No Israel tour is complete without sampling the culinary delights of Middle Eastern food. In Israel, eating is a popular pastime, and for many, the basic Middle Eastern dishes are the favorites, and ideal for a relaxed afternoon meal with friends or a quick snack. Middle Eastern food is simple, hearty and fresh, and vegetarians and meat lovers alike will surely find something to excite the palate, from skewers of grilled meats to falafel in a pita.
Without a doubt, the most important Middle Eastern dish in Israel is hummous. Made of ground chickpeas, tehina (ground sesame seeds), lemon juice and garlic, hummous is a simple yet earthy and filling dish, and it’s even healthy. Many Middle Eastern restaurants serve hummous with ful (fava beans), whole chickpeas or slices of boiled egg, and, most importantly, a generous squirt of good quality olive oil. Every corner of the country offers a plethora of hummous joints, where diners start their meals by “wiping a plate” of hummous with fresh pita.
The Salad Course
Like the Lebanese meze, many Israeli restaurants will begin a meal with a dazzling array of salads, from falafel, fried balls made of chickpeas and spices; to tehina, usually garnished with parsley and lemon juice; labane, a local type of thick yogurt garnished with parsley and zatar; matbucha, a spicy dip made from tomatoes, peppers, oil and garlic; a number of eggplant dishes, as well as various pickled vegetable salads.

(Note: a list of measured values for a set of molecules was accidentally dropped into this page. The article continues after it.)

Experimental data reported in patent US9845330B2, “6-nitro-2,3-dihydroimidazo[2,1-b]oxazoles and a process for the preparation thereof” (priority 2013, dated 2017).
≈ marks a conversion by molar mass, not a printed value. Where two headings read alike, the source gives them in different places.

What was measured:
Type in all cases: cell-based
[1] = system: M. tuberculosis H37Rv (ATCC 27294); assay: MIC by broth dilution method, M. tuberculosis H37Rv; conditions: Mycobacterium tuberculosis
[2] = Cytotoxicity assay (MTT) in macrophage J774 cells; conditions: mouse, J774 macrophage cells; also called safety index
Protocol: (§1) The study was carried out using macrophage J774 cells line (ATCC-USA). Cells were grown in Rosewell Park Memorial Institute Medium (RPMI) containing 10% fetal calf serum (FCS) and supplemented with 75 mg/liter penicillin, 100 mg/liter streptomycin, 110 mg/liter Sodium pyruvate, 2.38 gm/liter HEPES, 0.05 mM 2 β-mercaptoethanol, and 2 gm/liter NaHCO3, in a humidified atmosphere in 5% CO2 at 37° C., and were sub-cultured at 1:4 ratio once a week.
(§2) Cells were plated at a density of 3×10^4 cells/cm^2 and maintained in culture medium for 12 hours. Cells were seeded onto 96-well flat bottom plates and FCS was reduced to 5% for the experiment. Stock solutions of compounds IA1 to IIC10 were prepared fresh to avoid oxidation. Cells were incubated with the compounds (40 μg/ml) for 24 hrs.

Grilled meat restaurants, known as a ‘shipudiya,’ abound in Israel, serving ‘shipudim’ -- skewers of beef, chicken and other specialties cooked over a brazier – as well as other grilled dishes such as chicken breasts and beef steaks. There are also the street corner eateries serving shwarma – small pieces of spiced lamb or turkey shaved off a rotating cylinder of meat, and served inside a pita with all the salad and hummous fixings.
Where to Eat
Recommending the best ‘shipudiya’ is a tough business, as everyone has their favorite place. Still, the recommendations below are all well-established and respected restaurants. Many of the best grilled meat and hummous restaurants are owned and run by Arabs and do not have a kosher certificate, although they do not serve game, pork or seafood.
Not surprisingly, Jerusalem’s Old City is full of Middle Eastern restaurants. Abu Taher, at 16 Butcher’s Market just off the Cardo, is a good example of a well known hummous joint. In Jerusalem, try Bibi, a shipudiya restaurant in the Talpiot industrial zone, or Baba, a hummous hangout with branches in Talpiot and on Emek Refaim.
Abu Ghosh, a Christian Arab village west of Jerusalem and just off the road to Tel Aviv, has many excellent Middle Eastern restaurants that are very popular with Israeli day trippers. The Lebanese Restaurant at the entrance to the village serves a wide range of Middle Eastern dishes and is very popular. In the middle of the village are the two Abu Shukri restaurants, both known for their tasty hummous.
In the Tel Aviv area, try Abu Hassan at 14 Shivtei Israel in Jaffa, with hummous that is held in high esteem among Israelis. Knafeh, at 53 Sderot Chen near Rabin Square in central Tel Aviv, is a good all-round Middle Eastern restaurant. Finally, Hummus Ashkara, at 45 Yermiyahu Street in north Tel Aviv, is an old favorite for many.